Cracking a few eggs to make an omelet
Published on January 18th, 2022
In his January column for Seahorse magazine, Paul Cayard described San Francisco Bay as “a treacherous piece of water off the otherwise peaceful Pacific Ocean. On a summer afternoon, with the current going at 2kt out the gate and the 59° wind pushing in at 25kt, what you have is the Octagon of Sailing.”
Here are some memories from fighting on this canvas:
In 1968 I was at River Patrol School in Vallejo when my girlfriend visited from the east coast for a few days. On a sunny Saturday I thought it would be fun to go for a sail, so we went down to Sausalito and rented an O’Day Day Sailer with the intention of sailing over to the San Francisco waterfront.
Mainly interested in my crew, I didn’t pay much attention to a couple of dinghies with broken masts being towed in as we headed out into the Bay. Once we cleared the Marin County headlands, however, it quickly became apparent that a balmy sail around Alcatraz wasn’t in the cards. Wisely, I retreated down into the Lee of Angel Island for a leisurely picnic on the hook.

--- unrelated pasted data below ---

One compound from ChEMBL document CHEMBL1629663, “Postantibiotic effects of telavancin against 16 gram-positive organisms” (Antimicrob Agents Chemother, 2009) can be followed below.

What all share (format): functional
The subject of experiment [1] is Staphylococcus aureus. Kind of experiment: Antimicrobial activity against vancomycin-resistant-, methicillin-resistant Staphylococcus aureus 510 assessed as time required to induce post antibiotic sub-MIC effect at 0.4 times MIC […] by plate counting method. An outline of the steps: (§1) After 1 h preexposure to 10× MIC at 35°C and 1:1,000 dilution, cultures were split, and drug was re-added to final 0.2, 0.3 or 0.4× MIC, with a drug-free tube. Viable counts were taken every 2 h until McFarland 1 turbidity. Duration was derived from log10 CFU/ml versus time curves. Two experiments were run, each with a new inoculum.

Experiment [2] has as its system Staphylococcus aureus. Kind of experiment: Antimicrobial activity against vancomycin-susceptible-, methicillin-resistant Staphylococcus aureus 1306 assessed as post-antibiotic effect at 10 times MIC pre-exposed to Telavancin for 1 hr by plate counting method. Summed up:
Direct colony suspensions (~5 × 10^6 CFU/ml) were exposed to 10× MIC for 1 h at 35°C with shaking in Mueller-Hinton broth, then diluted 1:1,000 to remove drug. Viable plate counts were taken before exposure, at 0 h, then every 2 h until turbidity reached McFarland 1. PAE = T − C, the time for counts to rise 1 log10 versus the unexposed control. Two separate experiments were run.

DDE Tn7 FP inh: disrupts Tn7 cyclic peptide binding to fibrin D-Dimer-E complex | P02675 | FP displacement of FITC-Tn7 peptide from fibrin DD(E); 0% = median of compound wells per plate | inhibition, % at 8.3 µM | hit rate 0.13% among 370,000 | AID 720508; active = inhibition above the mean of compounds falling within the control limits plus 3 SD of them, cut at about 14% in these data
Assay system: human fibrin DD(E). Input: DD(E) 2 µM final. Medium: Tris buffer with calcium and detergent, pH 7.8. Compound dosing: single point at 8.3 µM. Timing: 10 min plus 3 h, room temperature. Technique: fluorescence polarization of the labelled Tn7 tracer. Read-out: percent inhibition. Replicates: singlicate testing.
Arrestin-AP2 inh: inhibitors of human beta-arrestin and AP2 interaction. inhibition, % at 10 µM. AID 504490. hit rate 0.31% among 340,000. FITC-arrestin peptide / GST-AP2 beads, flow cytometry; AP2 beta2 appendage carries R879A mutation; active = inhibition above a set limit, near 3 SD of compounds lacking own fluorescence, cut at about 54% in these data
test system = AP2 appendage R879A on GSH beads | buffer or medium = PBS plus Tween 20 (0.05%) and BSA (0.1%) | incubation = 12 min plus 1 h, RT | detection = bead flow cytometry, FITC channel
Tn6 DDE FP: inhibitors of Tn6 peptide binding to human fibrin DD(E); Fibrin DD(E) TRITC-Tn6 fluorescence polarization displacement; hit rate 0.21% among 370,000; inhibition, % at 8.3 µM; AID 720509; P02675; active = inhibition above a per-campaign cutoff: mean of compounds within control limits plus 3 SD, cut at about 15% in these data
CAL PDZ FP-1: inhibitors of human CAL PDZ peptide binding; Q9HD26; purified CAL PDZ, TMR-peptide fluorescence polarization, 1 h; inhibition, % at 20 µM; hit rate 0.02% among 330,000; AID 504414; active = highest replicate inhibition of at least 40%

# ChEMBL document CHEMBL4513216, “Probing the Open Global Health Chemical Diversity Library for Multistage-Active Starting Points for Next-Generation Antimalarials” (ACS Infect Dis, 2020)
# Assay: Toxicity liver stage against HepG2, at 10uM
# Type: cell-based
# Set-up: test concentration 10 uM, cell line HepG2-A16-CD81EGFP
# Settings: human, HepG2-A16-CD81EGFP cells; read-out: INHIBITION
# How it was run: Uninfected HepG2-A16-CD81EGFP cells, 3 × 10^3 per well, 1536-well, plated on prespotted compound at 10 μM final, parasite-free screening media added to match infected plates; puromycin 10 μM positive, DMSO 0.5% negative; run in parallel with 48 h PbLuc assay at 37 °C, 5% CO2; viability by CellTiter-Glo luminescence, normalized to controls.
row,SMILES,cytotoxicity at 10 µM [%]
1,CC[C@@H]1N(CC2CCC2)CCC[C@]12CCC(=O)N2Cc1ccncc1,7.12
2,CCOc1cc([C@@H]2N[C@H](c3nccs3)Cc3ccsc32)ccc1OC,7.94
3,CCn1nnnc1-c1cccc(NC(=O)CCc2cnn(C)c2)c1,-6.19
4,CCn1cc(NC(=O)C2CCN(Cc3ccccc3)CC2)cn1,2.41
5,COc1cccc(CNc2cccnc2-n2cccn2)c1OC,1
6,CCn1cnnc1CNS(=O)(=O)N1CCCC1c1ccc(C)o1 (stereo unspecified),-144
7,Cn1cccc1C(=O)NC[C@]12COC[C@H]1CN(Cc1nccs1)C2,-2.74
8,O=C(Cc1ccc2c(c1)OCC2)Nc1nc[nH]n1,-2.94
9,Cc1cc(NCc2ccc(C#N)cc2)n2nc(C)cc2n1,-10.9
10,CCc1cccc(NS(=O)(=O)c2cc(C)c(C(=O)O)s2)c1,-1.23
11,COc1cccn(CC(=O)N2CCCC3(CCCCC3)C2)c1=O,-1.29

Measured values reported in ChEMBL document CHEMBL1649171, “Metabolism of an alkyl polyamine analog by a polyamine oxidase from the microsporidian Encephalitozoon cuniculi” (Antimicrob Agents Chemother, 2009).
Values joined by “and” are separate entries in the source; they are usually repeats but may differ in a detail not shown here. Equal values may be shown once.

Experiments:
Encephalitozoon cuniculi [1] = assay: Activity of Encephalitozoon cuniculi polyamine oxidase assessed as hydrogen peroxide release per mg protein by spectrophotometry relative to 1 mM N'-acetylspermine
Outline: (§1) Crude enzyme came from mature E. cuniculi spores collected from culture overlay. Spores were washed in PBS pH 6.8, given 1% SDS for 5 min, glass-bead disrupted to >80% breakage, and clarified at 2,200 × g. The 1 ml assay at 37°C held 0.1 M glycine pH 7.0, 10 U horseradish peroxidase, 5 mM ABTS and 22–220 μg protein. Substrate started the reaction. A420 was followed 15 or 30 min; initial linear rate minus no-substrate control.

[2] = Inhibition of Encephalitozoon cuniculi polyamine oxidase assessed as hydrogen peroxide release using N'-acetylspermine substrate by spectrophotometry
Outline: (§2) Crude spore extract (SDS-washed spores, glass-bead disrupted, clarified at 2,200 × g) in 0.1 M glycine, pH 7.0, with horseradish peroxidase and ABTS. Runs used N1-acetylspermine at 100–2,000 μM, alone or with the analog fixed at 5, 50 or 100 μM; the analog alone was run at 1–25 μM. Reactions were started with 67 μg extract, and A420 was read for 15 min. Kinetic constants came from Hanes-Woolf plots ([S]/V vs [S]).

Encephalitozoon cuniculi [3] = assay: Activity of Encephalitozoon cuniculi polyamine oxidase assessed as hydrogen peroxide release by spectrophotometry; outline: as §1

I say “wisely” because I still have the same crew today!
I moved to NorCal for a great career opportunity in 2013, and having grown up racing in SoCal, I was looking forward to mixing it up with the local (and highly competitive) J/105 fleet in SF.
My education began in the first race, as with the pin favored, our port approach for the start saw the whole fleet setting up at the boat end. Fools, I thought, and proceeded to lee bow the first boat and ‘own’ the bottom half of the line.
But after we sheeted in and headed for shore, it took just 30 seconds before we were wrapped around the pin end committee boat looking the true fool. Had a great time and learned a lot about racing in 20kts and big tides that year!
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